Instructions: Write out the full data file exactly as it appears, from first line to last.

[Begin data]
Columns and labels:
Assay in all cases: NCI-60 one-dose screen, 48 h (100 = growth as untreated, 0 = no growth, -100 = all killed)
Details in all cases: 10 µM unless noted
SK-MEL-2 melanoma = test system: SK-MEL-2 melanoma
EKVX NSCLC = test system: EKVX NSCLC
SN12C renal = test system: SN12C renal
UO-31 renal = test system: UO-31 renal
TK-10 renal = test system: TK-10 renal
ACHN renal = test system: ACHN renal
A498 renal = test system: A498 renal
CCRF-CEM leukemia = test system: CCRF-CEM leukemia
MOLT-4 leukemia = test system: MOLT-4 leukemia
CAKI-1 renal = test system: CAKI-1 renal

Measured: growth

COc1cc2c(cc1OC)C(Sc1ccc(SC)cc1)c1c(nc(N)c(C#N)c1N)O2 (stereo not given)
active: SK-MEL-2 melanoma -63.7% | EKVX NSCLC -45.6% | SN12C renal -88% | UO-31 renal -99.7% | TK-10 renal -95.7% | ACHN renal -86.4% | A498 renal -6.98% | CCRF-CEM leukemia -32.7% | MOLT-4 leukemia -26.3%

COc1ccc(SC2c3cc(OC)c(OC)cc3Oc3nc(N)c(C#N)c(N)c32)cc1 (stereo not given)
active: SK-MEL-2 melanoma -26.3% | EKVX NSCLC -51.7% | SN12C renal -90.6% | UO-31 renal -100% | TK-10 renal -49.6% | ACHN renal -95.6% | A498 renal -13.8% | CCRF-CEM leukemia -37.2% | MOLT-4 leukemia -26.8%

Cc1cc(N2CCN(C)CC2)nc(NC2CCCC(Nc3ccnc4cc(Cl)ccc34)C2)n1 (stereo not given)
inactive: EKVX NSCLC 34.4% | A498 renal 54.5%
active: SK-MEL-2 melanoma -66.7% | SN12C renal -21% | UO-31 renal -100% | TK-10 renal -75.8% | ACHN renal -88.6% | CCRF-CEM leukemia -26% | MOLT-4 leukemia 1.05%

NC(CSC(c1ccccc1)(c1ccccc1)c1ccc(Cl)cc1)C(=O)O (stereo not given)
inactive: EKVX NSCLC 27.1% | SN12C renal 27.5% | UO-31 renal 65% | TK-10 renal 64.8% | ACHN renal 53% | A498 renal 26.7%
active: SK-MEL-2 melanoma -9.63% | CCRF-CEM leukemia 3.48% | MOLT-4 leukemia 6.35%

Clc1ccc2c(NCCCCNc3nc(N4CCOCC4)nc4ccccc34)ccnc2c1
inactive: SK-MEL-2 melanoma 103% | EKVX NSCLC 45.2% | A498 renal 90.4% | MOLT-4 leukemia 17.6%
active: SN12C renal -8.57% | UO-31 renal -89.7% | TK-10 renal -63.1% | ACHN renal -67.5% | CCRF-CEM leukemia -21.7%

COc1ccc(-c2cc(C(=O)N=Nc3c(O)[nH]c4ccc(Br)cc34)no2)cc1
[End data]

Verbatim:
Columns and labels:
Assay in all cases: NCI-60 one-dose screen, 48 h (100 = growth as untreated, 0 = no growth, -100 = all killed)
Details in all cases: 10 µM unless noted
SK-MEL-2 melanoma = test system: SK-MEL-2 melanoma
EKVX NSCLC = test system: EKVX NSCLC
SN12C renal = test system: SN12C renal
UO-31 renal = test system: UO-31 renal
TK-10 renal = test system: TK-10 renal
ACHN renal = test system: ACHN renal
A498 renal = test system: A498 renal
CCRF-CEM leukemia = test system: CCRF-CEM leukemia
MOLT-4 leukemia = test system: MOLT-4 leukemia
CAKI-1 renal = test system: CAKI-1 renal

Measured: growth

COc1cc2c(cc1OC)C(Sc1ccc(SC)cc1)c1c(nc(N)c(C#N)c1N)O2 (stereo not given)
active: SK-MEL-2 melanoma -63.7% | EKVX NSCLC -45.6% | SN12C renal -88% | UO-31 renal -99.7% | TK-10 renal -95.7% | ACHN renal -86.4% | A498 renal -6.98% | CCRF-CEM leukemia -32.7% | MOLT-4 leukemia -26.3%

COc1ccc(SC2c3cc(OC)c(OC)cc3Oc3nc(N)c(C#N)c(N)c32)cc1 (stereo not given)
active: SK-MEL-2 melanoma -26.3% | EKVX NSCLC -51.7% | SN12C renal -90.6% | UO-31 renal -100% | TK-10 renal -49.6% | ACHN renal -95.6% | A498 renal -13.8% | CCRF-CEM leukemia -37.2% | MOLT-4 leukemia -26.8%

Cc1cc(N2CCN(C)CC2)nc(NC2CCCC(Nc3ccnc4cc(Cl)ccc34)C2)n1 (stereo not given)
inactive: EKVX NSCLC 34.4% | A498 renal 54.5%
active: SK-MEL-2 melanoma -66.7% | SN12C renal -21% | UO-31 renal -100% | TK-10 renal -75.8% | ACHN renal -88.6% | CCRF-CEM leukemia -26% | MOLT-4 leukemia 1.05%

NC(CSC(c1ccccc1)(c1ccccc1)c1ccc(Cl)cc1)C(=O)O (stereo not given)
inactive: EKVX NSCLC 27.1% | SN12C renal 27.5% | UO-31 renal 65% | TK-10 renal 64.8% | ACHN renal 53% | A498 renal 26.7%
active: SK-MEL-2 melanoma -9.63% | CCRF-CEM leukemia 3.48% | MOLT-4 leukemia 6.35%

Clc1ccc2c(NCCCCNc3nc(N4CCOCC4)nc4ccccc34)ccnc2c1
inactive: SK-MEL-2 melanoma 103% | EKVX NSCLC 45.2% | A498 renal 90.4% | MOLT-4 leukemia 17.6%
active: SN12C renal -8.57% | UO-31 renal -89.7% | TK-10 renal -63.1% | ACHN renal -67.5% | CCRF-CEM leukemia -21.7%

COc1ccc(-c2cc(C(=O)N=Nc3c(O)[nH]c4ccc(Br)cc34)no2)cc1